Wouldn’t it be great if the U.S. had a heat map of the entire financial system that could alert it to vulnerabilities and approaching calamities before a global crisis struck?
While members of Congress squabble over a move in the House to erode provisions of the Dodd-Frank Wall Street Reform and Consumer Protection Act, a 64-year-old Wall Street veteran and MIT-trained economist named Richard Bookstaber is quietly working on an ambitious project that aims to do just that. “Most people in government don’t even know this is going on right now,” Bookstaber tells Newsweek of his work at the U.S. Treasury Department’s Office of Financial Research (OFR).
Using what are called “agent-based models,” Bookstaber’s project focuses on how the actions of individual agents—such as banks or traders on Wall Street—create chain reactions that cascade through a much wider ecosystem in ways that can threaten the global economy. “One of the earlier and simpler inspirations for agent-based modeling was looking at the migrating of birds,” Bookstaber says. “It’s not like they decide, ‘Hey guys, let’s make this V-shaped pattern.’ The birds are acting relative to the bird next to them. They’re in these patterns that can change in a second, and they just shift in a different direction. If you have a bird acting based on what the other birds are doing, you get this very complex, group-based behavior.”
In the wake of the financial crisis, agent-based models, or ABMs, were highlighted for their potential to help stave off the next disaster by the National Science Foundation and MIT, where Bookstaber earned his doctorate. However, their pecuniary applications remained in embryonic stages until recently. After more than three years of tweaking his prototype, Bookstaber says he’s hoping to start running live data by the end of this year: “This is a project we believe could have huge value not just for the U.S. financial system but, as we collect more data and test and improve our models, the global financial system as a whole.”
Often compared to a storm-warning system for the financial markets, the OFR was created by Dodd-Frank to be Washington’s brain trust for independent and rigorously researched financial data. Crucially, the OFR has subpoena power to seek out whatever information it needs, public or private—including that from banks and hedge funds—to build its models so it can alert the nation’s economic policymakers to impending threats.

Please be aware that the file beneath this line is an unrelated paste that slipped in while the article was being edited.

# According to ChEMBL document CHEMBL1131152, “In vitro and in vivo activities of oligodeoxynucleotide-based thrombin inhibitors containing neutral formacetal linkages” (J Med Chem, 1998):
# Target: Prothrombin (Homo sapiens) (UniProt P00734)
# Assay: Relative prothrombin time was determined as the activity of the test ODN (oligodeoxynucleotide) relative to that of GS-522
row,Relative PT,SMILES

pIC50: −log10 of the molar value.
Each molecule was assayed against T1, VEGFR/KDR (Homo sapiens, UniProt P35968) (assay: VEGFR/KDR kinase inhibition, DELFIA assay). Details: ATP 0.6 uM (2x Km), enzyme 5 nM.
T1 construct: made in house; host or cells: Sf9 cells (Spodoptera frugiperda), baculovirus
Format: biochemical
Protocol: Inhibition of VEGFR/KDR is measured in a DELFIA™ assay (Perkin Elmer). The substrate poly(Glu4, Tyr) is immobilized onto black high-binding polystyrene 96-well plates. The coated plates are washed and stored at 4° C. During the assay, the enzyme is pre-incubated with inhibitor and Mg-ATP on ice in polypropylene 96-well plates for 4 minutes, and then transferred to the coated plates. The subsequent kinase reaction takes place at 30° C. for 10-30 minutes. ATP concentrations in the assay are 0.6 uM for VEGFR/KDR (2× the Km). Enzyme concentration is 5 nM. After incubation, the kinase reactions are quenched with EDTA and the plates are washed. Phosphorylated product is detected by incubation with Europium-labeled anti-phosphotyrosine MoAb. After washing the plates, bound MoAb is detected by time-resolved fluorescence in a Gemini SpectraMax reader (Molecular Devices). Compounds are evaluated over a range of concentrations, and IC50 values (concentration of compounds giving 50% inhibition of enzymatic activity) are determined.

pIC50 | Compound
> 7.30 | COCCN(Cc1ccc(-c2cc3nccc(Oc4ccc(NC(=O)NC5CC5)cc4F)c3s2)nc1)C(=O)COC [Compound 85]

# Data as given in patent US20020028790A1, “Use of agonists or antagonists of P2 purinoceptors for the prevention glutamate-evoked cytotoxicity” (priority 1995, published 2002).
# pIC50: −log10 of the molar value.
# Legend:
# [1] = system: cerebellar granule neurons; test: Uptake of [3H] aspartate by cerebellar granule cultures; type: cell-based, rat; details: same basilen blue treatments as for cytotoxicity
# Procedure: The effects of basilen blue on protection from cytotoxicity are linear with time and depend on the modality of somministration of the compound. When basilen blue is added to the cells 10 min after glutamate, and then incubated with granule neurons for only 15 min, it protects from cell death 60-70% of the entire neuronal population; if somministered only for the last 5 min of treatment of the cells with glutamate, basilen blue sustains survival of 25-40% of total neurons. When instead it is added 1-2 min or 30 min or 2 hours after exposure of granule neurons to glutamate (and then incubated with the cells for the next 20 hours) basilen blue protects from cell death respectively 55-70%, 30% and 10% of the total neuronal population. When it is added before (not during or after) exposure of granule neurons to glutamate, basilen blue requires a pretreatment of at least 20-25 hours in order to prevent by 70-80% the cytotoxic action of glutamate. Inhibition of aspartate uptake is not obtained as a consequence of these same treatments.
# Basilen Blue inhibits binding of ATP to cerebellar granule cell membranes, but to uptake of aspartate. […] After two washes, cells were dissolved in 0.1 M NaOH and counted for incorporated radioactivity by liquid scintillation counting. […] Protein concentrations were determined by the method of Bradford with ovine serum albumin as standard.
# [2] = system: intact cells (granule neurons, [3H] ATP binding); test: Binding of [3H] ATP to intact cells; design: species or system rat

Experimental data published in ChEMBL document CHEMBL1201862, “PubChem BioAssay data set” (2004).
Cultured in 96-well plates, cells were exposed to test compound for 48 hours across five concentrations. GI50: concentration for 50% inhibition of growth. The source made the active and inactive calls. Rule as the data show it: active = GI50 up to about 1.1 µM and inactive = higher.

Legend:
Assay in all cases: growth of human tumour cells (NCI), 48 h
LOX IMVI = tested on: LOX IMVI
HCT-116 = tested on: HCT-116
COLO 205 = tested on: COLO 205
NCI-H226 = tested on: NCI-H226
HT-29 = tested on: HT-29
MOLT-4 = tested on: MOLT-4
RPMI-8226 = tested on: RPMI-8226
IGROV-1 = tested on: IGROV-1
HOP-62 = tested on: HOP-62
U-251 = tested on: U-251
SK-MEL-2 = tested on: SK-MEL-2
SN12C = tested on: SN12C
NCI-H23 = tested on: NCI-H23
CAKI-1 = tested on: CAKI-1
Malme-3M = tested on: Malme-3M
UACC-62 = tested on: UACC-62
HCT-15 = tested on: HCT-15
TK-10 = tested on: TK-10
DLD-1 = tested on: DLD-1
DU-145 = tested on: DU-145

Of course, models have been used before—and failed. Many financial models on Wall Street were treated as sacrosanct until the collapse of monster banks like Bear Stearns in 2008. But agent-based modeling has been effective in everything from tracking the spread of infectious diseases like SARS to forecasting the traffic patterns of automobiles and airplanes. And unlike the financial modeling that caused U.S. policymakers to miss the warning signs several years ago, agent-based models are designed to capture turbulent market features like bubbles and price crashes with built-in feedback mechanisms that can magnify even minor events when herd mentality takes over.
“Remember, some people initially saw the financial crisis as controllable and happening in hinterland markets,” Bookstaber says. “It was the storm in the Caribbean, with people saying, ‘What do we care? It’s so far away.’ And that is really the key lesson we learned from 2008. It wasn’t one thing, it was many things.… Mapping the feedback and how it worked its way through the system—this is why we need these dynamic agent-based models.”
Agent-based models are the antithesis of the models on which Wall Street, the U.S. government and central banks relied in the run-up to the financial crisis, which took for granted—wrongly—that markets are efficient and tend toward equilibrium, even after a panic. A House of Representatives hearing in 2010 found that a dependency on the models used by the Federal Reserve, called “dynamic stochastic general equilibrium” models, might not have been very shrewd.
So how do agent-based models work? Bookstaber’s simulation model uses parallel processing to map out possible scenarios in what he calls “crisis dynamics.” The model assigns “decision rules” to all the key players that reflect their priorities, financial positions and real-life behavior patterns, taking into account their interdependent relationships, the wide range of actions they might take under various circumstances, and the probable results of those actions. He says, “We’re looking to develop a kind of weather service, pre-shock, that asks, ‘Will this turn into a bigger storm and who is on that path? Is it a major funding system like a bank (a big deal) or an oil market (not as big a deal)?’”